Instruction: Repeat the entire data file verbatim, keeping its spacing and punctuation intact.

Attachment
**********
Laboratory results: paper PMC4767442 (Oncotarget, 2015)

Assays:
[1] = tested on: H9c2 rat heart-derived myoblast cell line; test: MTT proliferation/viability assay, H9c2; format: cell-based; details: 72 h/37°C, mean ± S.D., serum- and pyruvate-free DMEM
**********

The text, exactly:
Laboratory results: paper PMC4767442 (Oncotarget, 2015)

Assays:
[1] = tested on: H9c2 rat heart-derived myoblast cell line; test: MTT proliferation/viability assay, H9c2; format: cell-based; details: 72 h/37°C, mean ± S.D., serum- and pyruvate-free DMEM